Social media algorithms are what all social media platforms run on these days. They have led to a lot of changes to social media, and not always desired ones. If you are going to take advantage of social media for business purposes, it’s vital that you understand what algorithms mean for you.
Taking the three main social media platforms of Facebook, Twitter, and Instagram as examples, this guide is going to show you what these algorithms mean for you.
Twitter has found itself in troubled waters in recent years as it struggles to understand its identity and what it is. They have toyed with a number of changes, including the idea that Tweets could be boosted to a maximum of 10,000 characters. Like Facebook, they have decided on implementing algorithms that bases what you see on relevance not on chronology.
The feature that they implemented, which is known as ‘the best Tweets you may have missed’ is really just an expansion of the historical Tweets you could view previously. And you can easily opt out of this feature, if you want.
In short, brands are going to be rewarded if they produce great content, as opposed to brands that have similar bought a bunch of followers. The more engagement you get the better.
Last week, Delta Airlines made a big social media announcement that garnered very little press. The company announced that after six years, it was sunsetting its @DeltaAssist Twitter handle and combining it with the core @Delta handle. The @DeltaAssist account now carries this pinned tweet: “We’re moving! Please tweet us @Delta for assistance.”
This is a big deal because many companies grapple with this exact problem, but most arrive at the opposite conclusion. Most companies choose to have separate marketing and service handles, both because it’s easier for the company and because it separates customer service complaints from the string of marketing posts that the company so dearly wants us to see. The thinking is that service inquiries might cause the marketing messages to get lost in the stream, or worse – someone might see that a customer has a complaint.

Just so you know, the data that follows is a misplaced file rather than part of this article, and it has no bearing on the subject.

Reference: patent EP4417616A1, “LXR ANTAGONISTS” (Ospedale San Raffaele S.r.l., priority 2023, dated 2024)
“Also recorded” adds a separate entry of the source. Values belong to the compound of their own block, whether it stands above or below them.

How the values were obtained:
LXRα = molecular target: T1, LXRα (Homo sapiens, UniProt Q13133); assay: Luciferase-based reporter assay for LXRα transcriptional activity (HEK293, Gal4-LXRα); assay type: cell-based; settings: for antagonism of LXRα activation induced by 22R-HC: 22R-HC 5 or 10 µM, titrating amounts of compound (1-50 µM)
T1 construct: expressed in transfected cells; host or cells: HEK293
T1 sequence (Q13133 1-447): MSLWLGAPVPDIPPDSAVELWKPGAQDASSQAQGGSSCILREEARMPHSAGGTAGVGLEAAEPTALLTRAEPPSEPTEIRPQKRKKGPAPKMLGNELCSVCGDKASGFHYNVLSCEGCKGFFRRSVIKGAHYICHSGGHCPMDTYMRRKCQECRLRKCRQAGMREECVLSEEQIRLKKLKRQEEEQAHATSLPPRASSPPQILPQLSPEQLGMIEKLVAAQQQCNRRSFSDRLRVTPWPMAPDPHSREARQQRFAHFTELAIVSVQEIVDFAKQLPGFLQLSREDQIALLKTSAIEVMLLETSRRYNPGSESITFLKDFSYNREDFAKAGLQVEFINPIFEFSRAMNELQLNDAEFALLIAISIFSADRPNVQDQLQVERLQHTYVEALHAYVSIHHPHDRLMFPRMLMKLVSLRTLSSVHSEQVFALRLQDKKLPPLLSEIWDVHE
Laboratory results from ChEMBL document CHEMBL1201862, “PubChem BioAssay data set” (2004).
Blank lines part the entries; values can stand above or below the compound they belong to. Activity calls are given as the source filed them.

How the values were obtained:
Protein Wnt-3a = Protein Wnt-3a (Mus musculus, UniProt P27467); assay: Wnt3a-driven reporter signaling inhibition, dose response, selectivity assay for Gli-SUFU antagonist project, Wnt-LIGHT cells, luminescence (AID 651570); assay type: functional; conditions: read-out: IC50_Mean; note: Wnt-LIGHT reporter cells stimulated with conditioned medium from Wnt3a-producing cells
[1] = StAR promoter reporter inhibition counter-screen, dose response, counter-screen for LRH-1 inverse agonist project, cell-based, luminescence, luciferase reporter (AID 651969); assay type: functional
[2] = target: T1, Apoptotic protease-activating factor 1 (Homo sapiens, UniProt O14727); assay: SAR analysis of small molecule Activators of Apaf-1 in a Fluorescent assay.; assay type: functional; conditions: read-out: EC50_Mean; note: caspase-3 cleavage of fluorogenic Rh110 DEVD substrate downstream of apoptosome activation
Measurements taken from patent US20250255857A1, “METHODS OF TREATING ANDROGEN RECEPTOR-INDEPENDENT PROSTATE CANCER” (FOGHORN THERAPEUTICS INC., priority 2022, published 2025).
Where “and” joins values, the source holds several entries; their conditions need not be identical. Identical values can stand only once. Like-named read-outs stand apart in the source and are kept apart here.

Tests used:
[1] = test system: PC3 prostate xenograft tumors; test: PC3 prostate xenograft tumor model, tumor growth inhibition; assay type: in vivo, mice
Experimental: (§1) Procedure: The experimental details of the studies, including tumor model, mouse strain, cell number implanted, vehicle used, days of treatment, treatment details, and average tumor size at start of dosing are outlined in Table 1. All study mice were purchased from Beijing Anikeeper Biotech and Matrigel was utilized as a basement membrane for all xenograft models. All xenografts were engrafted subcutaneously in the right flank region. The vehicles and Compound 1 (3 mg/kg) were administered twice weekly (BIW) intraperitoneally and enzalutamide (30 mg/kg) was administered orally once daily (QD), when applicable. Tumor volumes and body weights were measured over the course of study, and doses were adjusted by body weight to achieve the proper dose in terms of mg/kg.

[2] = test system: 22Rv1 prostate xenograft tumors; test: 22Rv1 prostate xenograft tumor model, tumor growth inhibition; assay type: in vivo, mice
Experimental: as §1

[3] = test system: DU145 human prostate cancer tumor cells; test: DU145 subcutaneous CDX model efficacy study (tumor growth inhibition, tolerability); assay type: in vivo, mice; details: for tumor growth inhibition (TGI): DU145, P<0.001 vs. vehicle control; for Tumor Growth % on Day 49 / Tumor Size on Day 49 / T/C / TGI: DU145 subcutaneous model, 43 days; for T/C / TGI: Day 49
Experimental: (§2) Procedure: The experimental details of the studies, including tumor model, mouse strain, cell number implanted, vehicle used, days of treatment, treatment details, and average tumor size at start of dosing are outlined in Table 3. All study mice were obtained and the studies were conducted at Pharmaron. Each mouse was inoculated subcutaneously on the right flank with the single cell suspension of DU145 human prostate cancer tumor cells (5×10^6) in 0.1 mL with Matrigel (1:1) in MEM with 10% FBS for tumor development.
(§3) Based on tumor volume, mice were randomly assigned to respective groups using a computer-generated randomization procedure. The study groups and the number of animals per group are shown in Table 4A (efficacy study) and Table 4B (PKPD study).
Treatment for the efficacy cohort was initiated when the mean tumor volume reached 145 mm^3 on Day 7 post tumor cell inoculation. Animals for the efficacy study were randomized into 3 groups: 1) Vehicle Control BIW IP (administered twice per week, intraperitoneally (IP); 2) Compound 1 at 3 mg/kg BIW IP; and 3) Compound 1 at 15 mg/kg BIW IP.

Making things easier for the company – instead of the customer – is a hallmark of old-school thinking, and that’s inherently what’s wrong with two separate Twitter handles in the first place. The expectation is that a customer desiring to contact a brand will spend the time to determine which handle is most appropriate before firing off that tweet. Of course, as most people who work in social care know, this is often not the case, and the main handle ends up fielding many customer service inquiries, sometimes awkwardly passing them to the appropriate service handle and many times not answering at all.
Customer expectations, as well as technology advancements, have made Delta’s switch back to a single handle inevitable. Customers don’t have the time or the inclination to search for the appropriate handle when all they want is a speedy response and a resolution to their issue. And Delta uses Sparkcentral as its core social care platform, software that was created exclusively for social care and not publishing. Because of this, Delta can easily filter customer service inquiries from other forms of customer engagement, like responding to a marketing message or answering a poll question, rendering the separate handle unnecessary.
(Full article available via Social Media Today here)